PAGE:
Sen. Orrin Hatch got angry last week when Democratic Sen. Sherrod Brown of Ohio had the temerity to suggest the Republican tax bill was a giveaway to the rich that eventually would hurt the poor and middle class.
“I come from poor people,” the Utah Republican blustered. “And I’ve been here working my whole stinkin’ career for people who don’t have a chance. And I really resent anybody saying that I’m just doing this for the rich. Give me a break.”
The exchange came during a hearing before the Senate Finance Committee, which Hatch heads, on a Senate tax bill that would do exactly what Brown said it would.
My Salt Lake Tribune colleague Robert Gehrke offered a detailed analysis of the GOP proposal in a column last week that shows how the plan is a massive giveaway to the superwealthy and corporations while saddling the middle class with a tax increase by doing away with several deductions enjoyed by meager wage earners because the offsetting benefits to that class currently in the bill would expire in a few years.
The temporary benefits to the middle class, Gehrke points out, would eventually expire so Republicans can show the tax cut to the rich wouldn’t add more than $1.5 trillion to the national debt. Under Senate budget rules, such a significant jump essentially would require 60 votes to pass the measure. If, by clever accounting and eventually raising taxes for the less privileged, the debt goes up below that amount, Hatch needs only 50 votes for the bill.
The Washington Post’s Greg Sargent wrote that Hatch blew up at Brown because the Ohio Democrat noted how disingenuous the Republicans’ assertion is that big tax cuts for the rich and corporations would grow wages for the working class. Brown did so because GOP senators had rejected an amendment by Sen. Ron Wyden, D-Ore., that would undo the tax cuts on corporations if wages did not grow.
Brown was calling the Republicans’ bluff, and Hatch didn’t like it.
But let’s examine Hatch’s insistence that he’s worked for the little guy his “whole stinkin’ career” and determine just how genuine his words are — and have been.
It’s true that Hatch co-sponsored with the late liberal icon Ted Kennedy the Children’s Health Insurance Program that provides subsidized health insurance for low-income children and has been largely successful, although the number of uninsured children continued going up.
Hatch also teamed with then-Rep. Henry Waxman, D-Calif., to make it easier for seniors to access generic drugs, helping millions of Americans.
But those efforts pale in comparison to what the Utah senator has done for the big guys, namely the pharmaceutical industry and dietary supplement makers.
Along with his continued efforts to fight regulations on supplements — which has become a multibillion-dollar industry — Hatch was a strong supporter of the $400 billion Medicare Prescription Drug Modernization Act in 2003 that critics have called a massive giveaway to the pharmaceutical industry.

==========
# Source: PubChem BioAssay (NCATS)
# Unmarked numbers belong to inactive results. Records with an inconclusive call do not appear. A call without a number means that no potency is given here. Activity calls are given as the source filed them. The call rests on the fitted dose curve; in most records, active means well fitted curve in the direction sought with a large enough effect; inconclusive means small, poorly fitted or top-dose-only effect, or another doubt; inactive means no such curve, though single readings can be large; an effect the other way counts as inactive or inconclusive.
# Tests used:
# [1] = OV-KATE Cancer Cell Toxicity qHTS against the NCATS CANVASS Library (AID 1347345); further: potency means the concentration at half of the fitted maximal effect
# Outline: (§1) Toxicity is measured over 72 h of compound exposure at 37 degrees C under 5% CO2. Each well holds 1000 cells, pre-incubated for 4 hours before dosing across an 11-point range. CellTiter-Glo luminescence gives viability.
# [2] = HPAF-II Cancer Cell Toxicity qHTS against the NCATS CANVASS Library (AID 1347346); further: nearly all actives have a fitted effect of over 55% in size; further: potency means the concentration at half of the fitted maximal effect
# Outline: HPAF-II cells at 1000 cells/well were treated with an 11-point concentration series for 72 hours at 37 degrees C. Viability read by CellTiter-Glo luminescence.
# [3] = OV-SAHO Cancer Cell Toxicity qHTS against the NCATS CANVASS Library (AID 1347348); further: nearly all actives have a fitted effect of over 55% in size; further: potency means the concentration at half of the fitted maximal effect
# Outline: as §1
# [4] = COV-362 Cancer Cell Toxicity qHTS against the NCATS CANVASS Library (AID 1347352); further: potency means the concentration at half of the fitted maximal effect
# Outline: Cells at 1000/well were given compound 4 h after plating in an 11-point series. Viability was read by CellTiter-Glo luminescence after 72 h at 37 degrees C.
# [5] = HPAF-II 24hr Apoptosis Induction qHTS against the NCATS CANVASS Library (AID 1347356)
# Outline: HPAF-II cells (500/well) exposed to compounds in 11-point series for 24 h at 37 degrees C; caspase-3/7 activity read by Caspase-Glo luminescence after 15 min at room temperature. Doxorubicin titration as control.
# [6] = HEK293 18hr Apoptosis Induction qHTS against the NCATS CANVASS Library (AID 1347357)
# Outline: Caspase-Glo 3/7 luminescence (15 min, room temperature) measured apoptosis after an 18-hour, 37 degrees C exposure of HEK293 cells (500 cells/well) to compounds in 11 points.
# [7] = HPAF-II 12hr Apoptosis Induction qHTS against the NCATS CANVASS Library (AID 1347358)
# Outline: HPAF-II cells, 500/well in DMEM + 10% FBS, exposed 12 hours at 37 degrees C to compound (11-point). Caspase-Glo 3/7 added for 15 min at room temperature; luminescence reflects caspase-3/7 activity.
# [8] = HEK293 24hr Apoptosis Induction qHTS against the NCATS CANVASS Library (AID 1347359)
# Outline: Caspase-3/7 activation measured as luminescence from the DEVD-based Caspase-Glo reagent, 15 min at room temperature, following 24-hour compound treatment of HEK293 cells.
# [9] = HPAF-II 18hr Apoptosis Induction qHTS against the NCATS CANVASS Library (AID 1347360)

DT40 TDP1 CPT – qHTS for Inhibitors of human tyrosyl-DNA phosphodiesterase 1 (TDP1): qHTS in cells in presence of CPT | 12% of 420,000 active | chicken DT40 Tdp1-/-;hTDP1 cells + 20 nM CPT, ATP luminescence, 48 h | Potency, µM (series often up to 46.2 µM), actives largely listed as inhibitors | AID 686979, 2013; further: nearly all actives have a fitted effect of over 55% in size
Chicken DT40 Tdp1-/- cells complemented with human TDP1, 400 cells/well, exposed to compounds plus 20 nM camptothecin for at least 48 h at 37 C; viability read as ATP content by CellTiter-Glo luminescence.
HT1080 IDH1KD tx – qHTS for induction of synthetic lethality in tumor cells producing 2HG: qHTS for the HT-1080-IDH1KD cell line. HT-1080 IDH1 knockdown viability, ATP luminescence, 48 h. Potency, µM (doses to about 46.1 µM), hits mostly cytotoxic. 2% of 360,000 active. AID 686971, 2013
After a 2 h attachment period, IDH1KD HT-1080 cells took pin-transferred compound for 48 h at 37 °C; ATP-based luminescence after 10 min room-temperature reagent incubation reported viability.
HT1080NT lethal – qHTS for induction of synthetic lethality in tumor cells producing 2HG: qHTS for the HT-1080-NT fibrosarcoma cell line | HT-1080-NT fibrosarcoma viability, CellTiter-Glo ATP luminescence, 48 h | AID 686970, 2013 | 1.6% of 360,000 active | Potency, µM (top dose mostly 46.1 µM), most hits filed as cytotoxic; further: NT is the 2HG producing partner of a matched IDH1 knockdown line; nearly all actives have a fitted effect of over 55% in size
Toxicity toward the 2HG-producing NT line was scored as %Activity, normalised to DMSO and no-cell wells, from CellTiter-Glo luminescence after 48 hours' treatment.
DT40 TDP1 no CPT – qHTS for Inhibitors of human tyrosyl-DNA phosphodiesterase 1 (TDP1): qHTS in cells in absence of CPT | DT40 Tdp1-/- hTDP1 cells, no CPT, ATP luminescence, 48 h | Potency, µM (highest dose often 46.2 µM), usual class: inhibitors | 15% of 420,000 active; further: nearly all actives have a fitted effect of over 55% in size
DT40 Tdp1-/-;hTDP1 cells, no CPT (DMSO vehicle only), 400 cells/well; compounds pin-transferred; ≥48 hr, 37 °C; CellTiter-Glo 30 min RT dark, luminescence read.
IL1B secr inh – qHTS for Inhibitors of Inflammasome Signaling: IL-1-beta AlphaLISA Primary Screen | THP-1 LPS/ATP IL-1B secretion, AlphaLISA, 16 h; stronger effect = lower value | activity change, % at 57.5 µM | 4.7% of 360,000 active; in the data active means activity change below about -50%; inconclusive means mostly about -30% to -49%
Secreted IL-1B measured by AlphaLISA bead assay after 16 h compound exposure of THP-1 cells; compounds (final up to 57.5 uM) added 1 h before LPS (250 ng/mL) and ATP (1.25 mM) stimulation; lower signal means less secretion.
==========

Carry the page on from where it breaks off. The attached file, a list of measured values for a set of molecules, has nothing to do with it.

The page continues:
Prescription drugs in the United States are the most expensive of anywhere in the world, partly because Medicare cannot negotiate prices with the drugmakers like other countries do.
So much for helping the little guy.
Hatch’s political campaign fund has received $587,909 from the pharmaceutical industry, along with $592,312 from the securities and investment sector in the past five years, according to OpenSecrets.org.
The Washington Times reported in 2011 that five pharmaceutical companies and the industry’s main lobbying group, the Pharmaceutical Research and Manufacturers of America (PhRMA), gave a combined $172,500 to the Utah Families Foundation, a charity Hatch helped found.
And PhRMA in 2011 donated $750,000 to Freedom Path, a pro-Hatch super political action committee formed during his most recent run for re-election.
Hatch also lambasted Brown in the committee hearing for not trying to reach across the aisle and work with Republicans.
Really? Hatch could have been looking in the mirror when he said that.
Remember when Sen. Claire McCaskill, D-Mo., questioned Hatch during a Senate Finance Committee hearing last June about the secrecy surrounding the GOP bill to repeal and replace Obamacare?
“We have no idea what’s being proposed,” McCaskill said. “There’s a group of guys in a back room somewhere that are making these decisions.”
Hatch responded with a deer-in-the-headlights kind of a look.
So much for working together.
When Democrats controlled the Senate in 2013 and Republicans had used the filibuster to block President Barack Obama’s appointments with unprecedented frequency, Hatch voted against Democratic rules reforms, which eliminated the use of the filibuster on executive branch nominees and judicial picks other than to the Supreme Court.
But after Republicans gained Senate control in the 2014 election, Hatch argued against restoring the filibuster, a tool that then would have been available to the Democratic minority.
Just this year, the Republicans did away with the 60-vote rule for Supreme Court nominees so Donald Trump’s nominee, Neil Gorsuch, could be confirmed with a majority vote.
That, of course, was after the GOP majority refused even to hold a hearing on Obama’s nominee, Merrick Garland.
If all that seems disingenuous, remember the statement candidate Hatch made in 1976, when he was running against Democratic incumbent Frank Moss:
“What do you call a senator who has been in Washington for 18 years? You call him home.”